46

My application is built on Java EE.

I have approximately 50 jars in this application.

Is it possible to search for a particular keyword (actually I want to search for a keyword BEGIN REQUEST)?

  • Hope this helps -> unix.com/unix-dummies-questions-answers/… considering your os is linux. good luck !! – Mithun Sasidharan Apr 26 '12 at 9:52
  • are you trying to do this at runtime, or as a part of debugging a problem? – Kalpak Gadre Apr 26 '12 at 9:52
  • What do you mean with "keyword"? Jar files consist of java classes, which contain identifiers and strings (and other content). Do you want to find classes which define or use a string "BEGIN REQUEST "? – Alexei Kaigorodov Apr 26 '12 at 9:55
100

You can use zipgrep on Linux or OSX:

zipgrep "BEGIN REQUEST" file.jar

If you wish to search a number of jars, do

find libdir -name "*.jar" -exec zipgrep "BEGIN REQUEST" '{}' \;

where libdir is a directory containing all jars. The command will recursively search subdirectories too.

For windows, you can download cygwin and install zipgrep under it: http://www.cygwin.com/

Edit 1

To view the name of the file that the expression was found you could do,

find libdir | xargs -I{} sh -c 'echo searhing in "{}"; zipgrep "BEGIN REQUEST" {}'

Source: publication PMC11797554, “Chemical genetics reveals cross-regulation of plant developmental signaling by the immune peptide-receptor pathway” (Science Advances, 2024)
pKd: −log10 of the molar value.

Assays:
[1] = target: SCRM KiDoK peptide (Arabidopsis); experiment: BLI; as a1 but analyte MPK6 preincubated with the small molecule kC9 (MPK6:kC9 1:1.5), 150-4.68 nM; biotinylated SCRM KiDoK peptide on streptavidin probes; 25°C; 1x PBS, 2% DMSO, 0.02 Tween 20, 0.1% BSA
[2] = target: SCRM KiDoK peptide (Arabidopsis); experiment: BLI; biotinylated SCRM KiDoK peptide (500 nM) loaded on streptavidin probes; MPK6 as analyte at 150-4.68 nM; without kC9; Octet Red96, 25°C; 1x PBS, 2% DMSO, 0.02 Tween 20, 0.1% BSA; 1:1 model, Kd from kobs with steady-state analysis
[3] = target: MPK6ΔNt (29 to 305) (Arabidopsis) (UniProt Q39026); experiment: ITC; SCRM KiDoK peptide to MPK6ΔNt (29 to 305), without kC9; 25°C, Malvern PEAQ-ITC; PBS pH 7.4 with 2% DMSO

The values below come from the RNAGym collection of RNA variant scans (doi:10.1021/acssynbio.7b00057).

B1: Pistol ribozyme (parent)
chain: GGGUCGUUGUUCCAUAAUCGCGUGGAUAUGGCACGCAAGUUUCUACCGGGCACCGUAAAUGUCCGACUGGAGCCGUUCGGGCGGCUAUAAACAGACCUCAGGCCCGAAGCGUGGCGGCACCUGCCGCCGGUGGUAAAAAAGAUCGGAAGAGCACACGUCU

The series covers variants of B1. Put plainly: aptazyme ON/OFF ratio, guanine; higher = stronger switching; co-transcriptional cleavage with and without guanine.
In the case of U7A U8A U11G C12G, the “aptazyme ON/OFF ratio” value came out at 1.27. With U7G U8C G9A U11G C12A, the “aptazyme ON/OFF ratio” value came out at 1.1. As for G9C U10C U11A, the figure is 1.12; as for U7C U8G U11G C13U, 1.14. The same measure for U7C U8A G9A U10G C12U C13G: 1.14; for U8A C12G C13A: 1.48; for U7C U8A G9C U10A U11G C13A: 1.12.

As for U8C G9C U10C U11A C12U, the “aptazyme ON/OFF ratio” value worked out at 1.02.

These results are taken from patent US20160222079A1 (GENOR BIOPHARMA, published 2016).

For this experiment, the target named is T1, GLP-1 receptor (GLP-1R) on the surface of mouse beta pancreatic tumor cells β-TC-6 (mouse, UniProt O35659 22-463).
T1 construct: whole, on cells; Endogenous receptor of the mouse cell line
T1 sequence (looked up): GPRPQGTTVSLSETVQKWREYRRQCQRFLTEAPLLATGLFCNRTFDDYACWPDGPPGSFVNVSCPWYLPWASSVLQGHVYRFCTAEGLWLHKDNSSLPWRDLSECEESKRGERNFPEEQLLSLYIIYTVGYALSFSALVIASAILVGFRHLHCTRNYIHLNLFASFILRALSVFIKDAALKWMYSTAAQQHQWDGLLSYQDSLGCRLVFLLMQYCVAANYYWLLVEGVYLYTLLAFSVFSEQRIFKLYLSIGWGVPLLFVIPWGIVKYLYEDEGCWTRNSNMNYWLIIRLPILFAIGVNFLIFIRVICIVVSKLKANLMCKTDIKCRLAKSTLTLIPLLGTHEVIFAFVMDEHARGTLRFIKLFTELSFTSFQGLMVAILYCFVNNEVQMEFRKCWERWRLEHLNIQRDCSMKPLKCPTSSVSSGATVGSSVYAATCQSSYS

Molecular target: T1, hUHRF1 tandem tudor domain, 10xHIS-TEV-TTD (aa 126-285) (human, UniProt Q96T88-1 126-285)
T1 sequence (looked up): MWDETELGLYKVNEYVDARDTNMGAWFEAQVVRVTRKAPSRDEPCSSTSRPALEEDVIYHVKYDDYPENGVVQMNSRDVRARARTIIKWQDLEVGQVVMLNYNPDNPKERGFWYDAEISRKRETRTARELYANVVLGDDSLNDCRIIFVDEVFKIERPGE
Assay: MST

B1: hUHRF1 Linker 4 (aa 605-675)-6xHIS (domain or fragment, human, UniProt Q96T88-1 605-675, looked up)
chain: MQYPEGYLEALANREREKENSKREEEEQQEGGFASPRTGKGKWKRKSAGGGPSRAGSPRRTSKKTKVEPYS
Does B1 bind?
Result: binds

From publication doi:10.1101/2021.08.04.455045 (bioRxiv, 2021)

• 2
    You can also rockout with zipgrep on OSX and the above works perfectly. Much appreciated fella! – reevesy Jun 17 '14 at 15:41
  • Saved my day, thanks @kal! – Petro Semeniuk Sep 7 '16 at 3:52
  • is there a way I can list from which jar each line comes from? – Bee Oct 20 '16 at 4:42
  • 2
    @Bhathiya updated the answer with command for the same – Kalpak Gadre Oct 23 '16 at 18:21
  • 1
    @reevesy added OSX to the answer – Sam1370 Jul 2 at 23:03
4

Caution: This is not an accurate answer, it's only a quick heuristic approach. If you need to find something like the name of a class (e.g., which jar has class Foo?) or maybe a method name, then this may work.

grep --text 'your string' your.jar

This will search the jar file as if it were text. This is quicker because it doesn't expand the archive, but that is also why it is less accurate. If you need to be exhaustive then this is not the approach you should use, but if you want to try something a little quicker before pulling out zipgrep this is a good approach.